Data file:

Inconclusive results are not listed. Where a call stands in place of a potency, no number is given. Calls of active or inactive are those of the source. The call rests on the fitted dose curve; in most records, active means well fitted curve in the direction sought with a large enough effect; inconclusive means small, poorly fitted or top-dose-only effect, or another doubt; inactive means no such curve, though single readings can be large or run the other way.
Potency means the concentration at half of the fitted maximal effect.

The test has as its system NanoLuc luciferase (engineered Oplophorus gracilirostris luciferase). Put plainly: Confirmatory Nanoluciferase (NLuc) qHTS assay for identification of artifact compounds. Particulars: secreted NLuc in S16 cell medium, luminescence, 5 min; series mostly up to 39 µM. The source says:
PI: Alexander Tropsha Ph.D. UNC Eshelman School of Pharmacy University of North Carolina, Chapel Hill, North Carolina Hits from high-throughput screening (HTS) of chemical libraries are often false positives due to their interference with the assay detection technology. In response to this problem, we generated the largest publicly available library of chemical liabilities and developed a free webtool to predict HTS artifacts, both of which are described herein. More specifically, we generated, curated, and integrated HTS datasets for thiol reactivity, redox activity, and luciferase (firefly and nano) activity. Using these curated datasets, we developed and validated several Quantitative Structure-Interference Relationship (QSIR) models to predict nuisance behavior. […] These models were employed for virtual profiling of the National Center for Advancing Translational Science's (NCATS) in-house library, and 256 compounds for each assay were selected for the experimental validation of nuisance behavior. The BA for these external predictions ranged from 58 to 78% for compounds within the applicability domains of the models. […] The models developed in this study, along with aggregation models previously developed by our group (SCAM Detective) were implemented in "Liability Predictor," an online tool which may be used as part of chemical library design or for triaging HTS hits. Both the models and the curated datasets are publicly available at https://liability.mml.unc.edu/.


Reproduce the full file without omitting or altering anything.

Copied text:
Inconclusive results are not listed. Where a call stands in place of a potency, no number is given. Calls of active or inactive are those of the source. The call rests on the fitted dose curve; in most records, active means well fitted curve in the direction sought with a large enough effect; inconclusive means small, poorly fitted or top-dose-only effect, or another doubt; inactive means no such curve, though single readings can be large or run the other way.
Potency means the concentration at half of the fitted maximal effect.

The test has as its system NanoLuc luciferase (engineered Oplophorus gracilirostris luciferase). Put plainly: Confirmatory Nanoluciferase (NLuc) qHTS assay for identification of artifact compounds. Particulars: secreted NLuc in S16 cell medium, luminescence, 5 min; series mostly up to 39 µM. The source says:
PI: Alexander Tropsha Ph.D. UNC Eshelman School of Pharmacy University of North Carolina, Chapel Hill, North Carolina Hits from high-throughput screening (HTS) of chemical libraries are often false positives due to their interference with the assay detection technology. In response to this problem, we generated the largest publicly available library of chemical liabilities and developed a free webtool to predict HTS artifacts, both of which are described herein. More specifically, we generated, curated, and integrated HTS datasets for thiol reactivity, redox activity, and luciferase (firefly and nano) activity. Using these curated datasets, we developed and validated several Quantitative Structure-Interference Relationship (QSIR) models to predict nuisance behavior. […] These models were employed for virtual profiling of the National Center for Advancing Translational Science's (NCATS) in-house library, and 256 compounds for each assay were selected for the experimental validation of nuisance behavior. The BA for these external predictions ranged from 58 to 78% for compounds within the applicability domains of the models. […] The models developed in this study, along with aggregation models previously developed by our group (SCAM Detective) were implemented in "Liability Predictor," an online tool which may be used as part of chemical library design or for triaging HTS hits. Both the models and the curated datasets are publicly available at https://liability.mml.unc.edu/.